74 Bedford Place, Southampton,

Hampshire S01 2DF;

CSP Economic Publications Ltd,

Cotswold,

Heol-y-Parc,

Pentyrch,

Nr Cardiff CF4 8ND;

The Central Bureau,

Seymour Mews House,

Seymour Mews,

London W1H 9PE;

Century Hutchinson Ltd,

Brookmount House,

62-65 Chandos Place,

London WC2N 4NW;

Chambers (W. & R.) Ltd,

43-45 Annandale Street,

Edinburgh EH7 4AZ;

Church House Publishing,

Church House,

Great Smith Street,

London SW1P 3NZ;

Clarke (James) and Co. Ltd,

PO Box 60,

50/52 Kingston Street,

Cambridge CB1 2NT;

Collet's (Publishers) Ltd,

Denington Estate,

Wellingborough,

Northamptonshire NN8 2QT;

Collins (William) plc,

Glasgow G4 ONB;

Constable & Co. Ltd,

10 Orange Street,

London WC2H 7EG;

Consumers' Association

2 Marylebone Road,

London NW1 4;

Costello,

43 The High Street,

Tunbridge Wells,

Kent TN1 1XL;

Covenant Publishing Co. Ltd,

6 Buckingham Gate,

London SW1E 6JP;

Curzon Press Ltd,

42 Gray's Inn Road,

London WC1;

Darton, Longman & Todd Ltd,

89 Lillie Road,

London SW6 1UD;

David & Charles Publishers plc,

Brunel House,

Forde Road,

Newton Abbot,

Devon TQ12 4PU;

Dawson (Wm) & Son Ltd,

Cannon House,

Folkestone,

Kent CT19 5EE;

Dent (JM) & Sons Ltd,

33 Welbeck Street,

London W1M 8LX;

Andre Deutsch Ltd,

105-106 Great Russell Street,

London WC1B 3LJ;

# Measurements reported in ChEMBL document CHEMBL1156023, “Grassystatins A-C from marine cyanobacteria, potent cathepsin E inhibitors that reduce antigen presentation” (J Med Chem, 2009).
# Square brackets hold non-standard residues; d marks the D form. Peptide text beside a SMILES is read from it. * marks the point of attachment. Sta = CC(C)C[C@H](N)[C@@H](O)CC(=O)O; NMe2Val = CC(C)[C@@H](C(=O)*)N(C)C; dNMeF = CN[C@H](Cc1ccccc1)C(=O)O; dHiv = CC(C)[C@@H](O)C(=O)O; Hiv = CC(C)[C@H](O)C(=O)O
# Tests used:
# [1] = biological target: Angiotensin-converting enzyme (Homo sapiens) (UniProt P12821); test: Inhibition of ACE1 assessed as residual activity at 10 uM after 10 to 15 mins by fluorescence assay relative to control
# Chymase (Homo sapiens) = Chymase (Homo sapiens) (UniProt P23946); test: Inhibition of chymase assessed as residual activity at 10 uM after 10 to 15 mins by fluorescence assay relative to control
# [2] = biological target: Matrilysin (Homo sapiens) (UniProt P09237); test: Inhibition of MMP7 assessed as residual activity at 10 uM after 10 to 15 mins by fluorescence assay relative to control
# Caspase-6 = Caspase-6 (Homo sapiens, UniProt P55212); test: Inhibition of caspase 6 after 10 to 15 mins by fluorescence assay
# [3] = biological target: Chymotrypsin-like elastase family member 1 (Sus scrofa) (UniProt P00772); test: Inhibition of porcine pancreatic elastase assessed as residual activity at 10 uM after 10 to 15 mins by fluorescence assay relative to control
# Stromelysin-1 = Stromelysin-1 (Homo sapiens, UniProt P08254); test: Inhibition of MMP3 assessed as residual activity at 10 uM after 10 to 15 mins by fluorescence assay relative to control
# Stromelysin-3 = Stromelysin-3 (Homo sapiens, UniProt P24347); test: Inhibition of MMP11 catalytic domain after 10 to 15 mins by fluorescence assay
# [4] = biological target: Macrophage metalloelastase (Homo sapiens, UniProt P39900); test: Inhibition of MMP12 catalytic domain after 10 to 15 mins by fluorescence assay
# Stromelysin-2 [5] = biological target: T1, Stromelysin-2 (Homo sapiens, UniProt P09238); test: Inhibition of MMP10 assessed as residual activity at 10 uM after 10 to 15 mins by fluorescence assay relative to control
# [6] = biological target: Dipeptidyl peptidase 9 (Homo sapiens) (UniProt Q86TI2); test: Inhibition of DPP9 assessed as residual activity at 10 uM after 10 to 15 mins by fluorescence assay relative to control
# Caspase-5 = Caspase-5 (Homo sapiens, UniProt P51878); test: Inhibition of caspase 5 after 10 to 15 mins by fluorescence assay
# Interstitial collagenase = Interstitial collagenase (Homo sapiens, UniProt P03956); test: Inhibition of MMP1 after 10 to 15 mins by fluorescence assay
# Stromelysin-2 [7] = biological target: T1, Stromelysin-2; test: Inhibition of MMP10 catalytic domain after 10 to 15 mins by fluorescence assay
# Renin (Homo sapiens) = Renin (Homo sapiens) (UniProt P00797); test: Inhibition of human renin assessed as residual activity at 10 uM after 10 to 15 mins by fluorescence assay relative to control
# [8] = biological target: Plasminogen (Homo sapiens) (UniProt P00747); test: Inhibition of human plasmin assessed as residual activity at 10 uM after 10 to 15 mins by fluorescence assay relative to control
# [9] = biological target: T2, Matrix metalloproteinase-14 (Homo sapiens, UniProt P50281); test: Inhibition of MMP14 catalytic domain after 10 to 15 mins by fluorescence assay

Drake Educational Associates,

St Fagan's Road,

Fairwater,

Cardiff CF5 3AE; East Anglia Resource Organisation,

The Resource Centre,

Back Hill,

Ely,

Cambridgeshire CB7 4DA;

East-West Publications (UK) Ltd,

Newton Works,

27-29 Macklin Street,

London WC2B 5LX;

Edinburgh University Press,

22 George Square,

Edinburgh EH8 9LF;

Educational Evaluation Enterprises,

Awre,

Newnam,

Gloucestershire GL14 1ET;

Educational Data Information Ltd,

Westlands Cottage,

Green Lane,

Shipleybridge,

Horley,

Surrey RH6 9TG;

EITB Publications,

54 Clarendon Road,

Watford WD1 1LB;

Elsevier Applied Science Publishers Ltd,

Crown Road,

Linton Road,

Barking,

Essex IG11 8JU;

Elvendon Press,

The Old Surgery,

High Street,

Goring-on-Thames,

Reading,

Berks RG8 9AW;

Encyclopaedia Britannica International Ltd,

Carew House,

Station Approach,

Wallington,

Surrey SM6 ODA;

European Schoolbooks (Publishing) Ltd,

Croft Street,

Cheltenham,

Gloucestershire GL53 OHX;

Evans Brothers Ltd,

2a Portman Mansions,

Chiltern Street,

London W1M 1LE;

Faber & Faber Ltd,

3 Queen Square,

London WC1N 3AU;

Floris Books,

21 Napier Road,

Edinburgh EH10 5AZ;

Foulsham (W.) & Co. Ltd,

Yeovil Road,

Slough,

Berkshire SL1 4JH;

Foundational Book Co. Ltd,

PO Box 659,

London SW3 6SJ;

Freeman (W.H.) & Co. Ltd,

20 Beaumont Street,

Oxford OX1 2NQ;

French (Samuel) Ltd,

52 Fitzroy Street,

London W1P 6JR;

Gibbons (Stanley) Publications Ltd,

5 Parkside,

Christchurch Road,

Ringwood,

Hampshire BH24 3SH;

Mary Glasgow Publications Ltd,

Avenue House,

131-133 Holland Park Avenue,

London W11 4UT;

Gollancz (Victor) Ltd,

14 Henrietta Street,

London WC2E 8QJ;

Gower Publishing Group Ltd,

Gower House,

Croft Road,

Aldershot, Hampshire GU11 3HR;

Grosvenor Books,

54 Lyford Road,

London SW18 3JJ;

Guiness Superlatives Ltd,

33 London Road,

Enfield,

Middlesex EN2 6DJ;

Haigh & Hochland Ltd,

The Precinct Centre,

Oxford Road,

Manchester M13 9QA;

Harcourt Brace Jovanovich Ltd,

24-28 Oval Road,

London NW1 7DX;